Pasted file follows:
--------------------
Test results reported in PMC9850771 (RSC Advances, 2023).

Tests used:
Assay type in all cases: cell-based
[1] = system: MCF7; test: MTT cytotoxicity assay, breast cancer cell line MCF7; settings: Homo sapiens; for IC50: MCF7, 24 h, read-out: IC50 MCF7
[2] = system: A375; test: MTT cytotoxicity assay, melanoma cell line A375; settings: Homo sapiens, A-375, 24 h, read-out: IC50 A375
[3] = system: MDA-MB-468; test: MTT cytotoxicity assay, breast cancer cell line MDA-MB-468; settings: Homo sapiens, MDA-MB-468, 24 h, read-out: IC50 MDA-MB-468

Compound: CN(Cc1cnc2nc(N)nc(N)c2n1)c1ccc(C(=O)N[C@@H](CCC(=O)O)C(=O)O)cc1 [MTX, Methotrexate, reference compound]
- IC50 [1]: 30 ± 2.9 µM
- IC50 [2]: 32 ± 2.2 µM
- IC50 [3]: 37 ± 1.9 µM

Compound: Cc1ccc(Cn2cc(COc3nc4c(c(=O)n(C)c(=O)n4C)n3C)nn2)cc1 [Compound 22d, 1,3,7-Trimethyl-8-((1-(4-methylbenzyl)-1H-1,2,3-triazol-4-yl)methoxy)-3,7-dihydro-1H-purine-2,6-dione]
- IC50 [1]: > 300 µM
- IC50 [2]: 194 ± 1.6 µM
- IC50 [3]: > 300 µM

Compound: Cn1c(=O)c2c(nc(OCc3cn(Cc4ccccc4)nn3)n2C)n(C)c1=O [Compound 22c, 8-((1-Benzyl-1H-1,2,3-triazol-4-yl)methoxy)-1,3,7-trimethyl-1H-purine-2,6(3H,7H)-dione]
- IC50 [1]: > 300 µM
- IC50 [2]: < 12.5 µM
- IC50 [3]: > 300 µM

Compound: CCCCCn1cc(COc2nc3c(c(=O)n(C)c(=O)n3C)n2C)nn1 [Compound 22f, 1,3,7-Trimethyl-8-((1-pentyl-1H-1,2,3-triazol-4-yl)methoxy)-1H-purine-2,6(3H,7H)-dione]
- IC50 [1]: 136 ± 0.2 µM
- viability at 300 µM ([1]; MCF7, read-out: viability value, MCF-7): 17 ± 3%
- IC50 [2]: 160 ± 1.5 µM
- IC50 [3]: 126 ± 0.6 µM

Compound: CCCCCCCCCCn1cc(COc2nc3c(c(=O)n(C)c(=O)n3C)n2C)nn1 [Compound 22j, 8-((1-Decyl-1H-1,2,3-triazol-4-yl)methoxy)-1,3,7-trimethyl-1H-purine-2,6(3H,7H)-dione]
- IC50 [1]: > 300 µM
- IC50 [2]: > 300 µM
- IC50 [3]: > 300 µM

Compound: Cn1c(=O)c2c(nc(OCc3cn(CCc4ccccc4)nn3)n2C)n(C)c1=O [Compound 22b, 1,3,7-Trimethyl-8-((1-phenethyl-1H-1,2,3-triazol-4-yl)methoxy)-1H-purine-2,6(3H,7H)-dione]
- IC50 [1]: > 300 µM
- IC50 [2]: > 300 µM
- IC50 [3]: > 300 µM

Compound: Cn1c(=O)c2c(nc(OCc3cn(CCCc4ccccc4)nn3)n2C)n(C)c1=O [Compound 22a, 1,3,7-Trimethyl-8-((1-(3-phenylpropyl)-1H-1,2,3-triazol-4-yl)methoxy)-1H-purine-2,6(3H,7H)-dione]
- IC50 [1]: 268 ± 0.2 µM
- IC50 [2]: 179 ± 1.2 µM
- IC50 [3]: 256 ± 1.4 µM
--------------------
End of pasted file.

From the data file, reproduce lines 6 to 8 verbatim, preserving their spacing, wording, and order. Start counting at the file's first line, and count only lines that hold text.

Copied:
[3] = system: MDA-MB-468; test: MTT cytotoxicity assay, breast cancer cell line MDA-MB-468; settings: Homo sapiens, MDA-MB-468, 24 h, read-out: IC50 MDA-MB-468

Compound: CN(Cc1cnc2nc(N)nc(N)c2n1)c1ccc(C(=O)N[C@@H](CCC(=O)O)C(=O)O)cc1 [MTX, Methotrexate, reference compound]
- IC50 [1]: 30 ± 2.9 µM